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Victory 32 – Lothar’s account

Event ID: 535

02 April 1917


Source ID: 43

The Red Knight of Germany, the story of Baron von Richthofen, Floyd Gibbons, 1927, 1959 Bantam Books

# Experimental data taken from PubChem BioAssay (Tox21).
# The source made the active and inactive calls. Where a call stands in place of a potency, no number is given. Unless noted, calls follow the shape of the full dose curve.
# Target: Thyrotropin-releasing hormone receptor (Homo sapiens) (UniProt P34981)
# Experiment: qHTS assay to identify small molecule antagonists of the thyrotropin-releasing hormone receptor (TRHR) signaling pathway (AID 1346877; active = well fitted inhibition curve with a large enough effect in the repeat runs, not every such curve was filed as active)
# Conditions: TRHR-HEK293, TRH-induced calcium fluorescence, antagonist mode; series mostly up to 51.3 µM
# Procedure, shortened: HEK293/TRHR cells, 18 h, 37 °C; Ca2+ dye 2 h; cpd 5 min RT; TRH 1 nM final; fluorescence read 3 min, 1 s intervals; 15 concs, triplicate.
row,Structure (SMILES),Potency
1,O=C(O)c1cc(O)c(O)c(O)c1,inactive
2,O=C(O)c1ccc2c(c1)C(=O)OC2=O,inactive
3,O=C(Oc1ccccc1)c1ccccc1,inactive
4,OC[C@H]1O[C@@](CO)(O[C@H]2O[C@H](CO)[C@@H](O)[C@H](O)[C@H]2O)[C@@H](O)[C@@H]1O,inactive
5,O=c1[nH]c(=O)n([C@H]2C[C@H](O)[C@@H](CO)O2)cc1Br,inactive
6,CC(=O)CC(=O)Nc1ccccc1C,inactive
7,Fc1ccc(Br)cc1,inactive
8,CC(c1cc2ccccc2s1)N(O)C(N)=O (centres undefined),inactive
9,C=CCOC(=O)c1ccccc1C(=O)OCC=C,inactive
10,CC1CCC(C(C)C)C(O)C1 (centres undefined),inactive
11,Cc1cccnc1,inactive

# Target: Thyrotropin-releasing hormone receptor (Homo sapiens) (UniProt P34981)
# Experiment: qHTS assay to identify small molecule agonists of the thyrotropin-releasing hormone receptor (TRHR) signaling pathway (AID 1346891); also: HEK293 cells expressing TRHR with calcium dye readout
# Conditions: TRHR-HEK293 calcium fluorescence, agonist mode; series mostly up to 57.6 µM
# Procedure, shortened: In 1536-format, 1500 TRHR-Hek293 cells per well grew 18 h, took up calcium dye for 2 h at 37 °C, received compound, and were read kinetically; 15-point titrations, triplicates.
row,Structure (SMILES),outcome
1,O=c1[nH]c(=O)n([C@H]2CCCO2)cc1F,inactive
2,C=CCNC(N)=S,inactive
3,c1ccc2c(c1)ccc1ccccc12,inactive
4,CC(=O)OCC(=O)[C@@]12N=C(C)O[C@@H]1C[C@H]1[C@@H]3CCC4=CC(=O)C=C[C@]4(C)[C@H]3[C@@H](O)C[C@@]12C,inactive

The flying Uhlan took a photograph of the wrecked plane in which he killed Lieutenant J. C. Powell and Air Gunner P. Bonner. It remains, with his notations on the back of it, in one of his several scrapbooks in his mother’s home at Schweidnitz. On this day (Lothar wrote), our group had been assigned to an early morning start, that is to say, it had to be prepared to take the air first at any moment. Our duty began between 4 and 5 A.M. We had just got up and wee sitting in the stating house, when the telephone rang. “Six Bristols coming across from Arras in the direction of Douai”, was the message. We jumped into our planes and started. High up above us at about 9.000 feet there was a broken cover of clouds. We could see the English planes below the clouds not far from our airdrome. My brother’s red bird was standing ready at the doors of its hangar, but my brother was not to be seen. We came into contact with the enemy, but the Englishmen were too clever with their machines, and we could not bring any of them down. Whenever we thought we had one of them, he disappeared in the clouds. After flying around for an hour without having brought down a single plane, we flew back and landed. My brother’s red plane was in the open hangar door, apparently in the same spot where we had last seen it, but anyone could see, judging from the activity of the mechanics working on, it, that it had been up in the air. We asked the mechanics. They told us the Lieutenant had left the ground five minutes after we had started, and that he had returned twenty minutes later, after having brought down an English plane. We walked back to our quarters and found that my brother had gone back to bed and was sleeping as though nothing had happened. Only a few bullet splashes and holes in his machine and the report of his having shot down another Englishman indicated that he had been flying. We were just a little ashamed of ourselves. We had been three, and we started earlier and landed later than my brother, and we could show no results. While we were getting ready for our next start, my brother turned up, and it seemed to me that he was cross with the English who had interrupted his sleep and who forced peace-loving men to leave their beds at unseemly hours.

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